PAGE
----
By: Bogdan Sajovic
The Republic of Slovenia has always been broadminded in granting citizenships. The disappearance of national identity. The pro-migration policy of left-liberal governments. Requirements for doctors and teachers who speak Albanian or Bosnian. How much of Slovenia is still Slovenian?
These days mark the thirtieth anniversary of those days in which we “fulfilled the millennial dreams of our ancestors” and “got our country for the first time in history.” Well, getting it is not the most accurate mark, as no one gave it to us, but we had to fight for it with weapon. In any case, an independent Slovenia was formed, and if the rhetoric was a bit dramatic at the time, why not? The event was certainly one of the most ground-breaking in the history of our nation. As a nation, Slovenians are few in number. According to the most generous estimates, there are one and a half million of us together with the diaspora. These 20,251 square kilometres are the only home we have and where we can preserve our identity, traditions, culture and language. But even then, when we had barely established our country, those for whom an independent Slovenia had never been an intimate option began to create problems. Although the percentage was negligible, in real numbers around seventy thousand voters voted against independent Slovenia or cast invalid ballots. And there were about a hundred thousand more who could not even bother to get to the polls. Most of them belonged to the left political option and many of them held key positions in Slovenian society. As the lustration of old communist cadres was not carried out – one of the main ideologues of the independence Demos, France Bučar, roared that “lustration would be carried out only over his dead body” – these opponents of independence remained in key positions in Slovenian society in independent Slovenia. And as we can see today, they immediately started digging and tried to keep Slovenia as “Yugoslav” as possible.
Broad-minded allocation of citizenships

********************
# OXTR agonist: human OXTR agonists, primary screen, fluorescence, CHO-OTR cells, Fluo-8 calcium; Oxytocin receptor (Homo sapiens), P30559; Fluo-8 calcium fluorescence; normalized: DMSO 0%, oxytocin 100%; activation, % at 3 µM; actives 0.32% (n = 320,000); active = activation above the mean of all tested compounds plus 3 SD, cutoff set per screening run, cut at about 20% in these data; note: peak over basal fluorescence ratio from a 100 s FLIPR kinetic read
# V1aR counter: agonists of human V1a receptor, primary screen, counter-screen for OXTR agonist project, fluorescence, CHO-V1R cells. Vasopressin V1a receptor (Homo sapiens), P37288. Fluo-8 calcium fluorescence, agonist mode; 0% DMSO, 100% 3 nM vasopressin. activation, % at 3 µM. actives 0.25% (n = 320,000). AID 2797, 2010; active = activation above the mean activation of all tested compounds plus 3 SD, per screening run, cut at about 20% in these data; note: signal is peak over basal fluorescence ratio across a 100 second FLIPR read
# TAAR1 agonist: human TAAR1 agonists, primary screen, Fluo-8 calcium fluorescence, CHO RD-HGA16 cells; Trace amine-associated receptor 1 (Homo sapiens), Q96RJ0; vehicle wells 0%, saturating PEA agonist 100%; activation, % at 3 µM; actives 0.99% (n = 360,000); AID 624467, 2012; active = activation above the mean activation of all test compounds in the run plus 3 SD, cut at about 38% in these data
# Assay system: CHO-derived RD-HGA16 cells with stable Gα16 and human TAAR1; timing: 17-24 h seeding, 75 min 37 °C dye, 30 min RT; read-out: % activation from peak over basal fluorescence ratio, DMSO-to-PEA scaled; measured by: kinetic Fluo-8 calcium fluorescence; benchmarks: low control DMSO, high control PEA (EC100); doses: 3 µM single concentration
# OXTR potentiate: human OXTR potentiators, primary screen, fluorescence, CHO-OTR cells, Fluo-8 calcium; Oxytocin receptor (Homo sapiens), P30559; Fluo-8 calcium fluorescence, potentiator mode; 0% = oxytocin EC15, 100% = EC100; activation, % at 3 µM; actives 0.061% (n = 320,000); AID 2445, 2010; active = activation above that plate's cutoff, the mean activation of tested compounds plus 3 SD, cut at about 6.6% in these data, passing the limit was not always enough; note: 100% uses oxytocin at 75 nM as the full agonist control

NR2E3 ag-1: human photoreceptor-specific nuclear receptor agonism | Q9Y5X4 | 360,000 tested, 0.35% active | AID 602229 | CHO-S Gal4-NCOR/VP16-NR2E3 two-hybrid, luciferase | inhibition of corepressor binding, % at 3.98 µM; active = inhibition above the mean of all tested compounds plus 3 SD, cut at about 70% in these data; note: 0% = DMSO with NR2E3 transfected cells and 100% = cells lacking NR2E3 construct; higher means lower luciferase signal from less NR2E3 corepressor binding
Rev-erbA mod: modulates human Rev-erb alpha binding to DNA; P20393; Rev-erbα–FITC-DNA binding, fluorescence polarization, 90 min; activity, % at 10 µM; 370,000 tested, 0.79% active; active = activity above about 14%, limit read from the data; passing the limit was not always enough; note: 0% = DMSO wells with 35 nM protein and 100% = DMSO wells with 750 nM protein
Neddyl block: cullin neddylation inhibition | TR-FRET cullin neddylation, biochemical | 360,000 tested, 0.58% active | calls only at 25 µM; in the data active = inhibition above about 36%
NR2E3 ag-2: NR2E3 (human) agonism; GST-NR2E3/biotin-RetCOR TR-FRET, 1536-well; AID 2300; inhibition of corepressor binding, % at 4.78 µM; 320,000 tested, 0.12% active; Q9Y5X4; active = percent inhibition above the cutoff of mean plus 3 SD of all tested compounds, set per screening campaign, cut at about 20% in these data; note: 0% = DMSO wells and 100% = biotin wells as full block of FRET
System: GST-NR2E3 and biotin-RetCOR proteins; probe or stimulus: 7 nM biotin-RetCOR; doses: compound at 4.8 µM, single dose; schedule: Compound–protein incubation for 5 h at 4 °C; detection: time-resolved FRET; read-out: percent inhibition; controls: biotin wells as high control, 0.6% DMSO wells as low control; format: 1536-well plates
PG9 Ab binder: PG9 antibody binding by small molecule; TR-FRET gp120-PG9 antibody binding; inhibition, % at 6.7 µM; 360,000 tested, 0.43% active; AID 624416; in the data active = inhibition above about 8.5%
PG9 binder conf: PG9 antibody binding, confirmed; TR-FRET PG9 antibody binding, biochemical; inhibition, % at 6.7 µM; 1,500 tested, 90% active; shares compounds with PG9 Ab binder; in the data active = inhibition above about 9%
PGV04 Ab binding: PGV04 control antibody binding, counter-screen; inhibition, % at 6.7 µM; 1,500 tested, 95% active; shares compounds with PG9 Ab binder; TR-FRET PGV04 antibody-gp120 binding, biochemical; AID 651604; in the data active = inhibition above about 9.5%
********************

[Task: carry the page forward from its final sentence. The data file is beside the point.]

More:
Opponents of Slovene independence quickly began to attack the independence activists, claiming that they were trying to implement a nationalist, chauvinist policy of “Blut und Boden”. Of course, what followed was the proving of the independence activists that this was not the case, which is why Slovenia generously granted Slovenian citizenships to members of the nations of the former common state of Yugoslavia. There was an official condition that they must know Slovene and know the basics of Slovene culture and history, but apparently no one actually adhered to this. Moreover, under the rule of the left-liberal LDS and its president Janez Drnovšek, Slovenia opened its doors wide to immigration from Bosnia, where the war was raging, as well as from Serbia, which was under economic blockade. Only “temporarily”, but a good part of these immigrants stayed with their families and acquired citizenship. Moreover, many immigrants came to Slovenia with those, who left it in 1991 because they did not agree with its independence, and then discovered that they would be materially better off in Slovenia than in their hometown. In this way, even a few officers who actively participated in the aggression against Slovenia immigrated, but were nevertheless accepted, and received citizenship and pensions. On the other hand, Slovene leftists in every way hindered the possible return of Slovenes who had once fled abroad in order to avoid the communist massacre at the end of World War II or the suppression of the totalitarian red regime.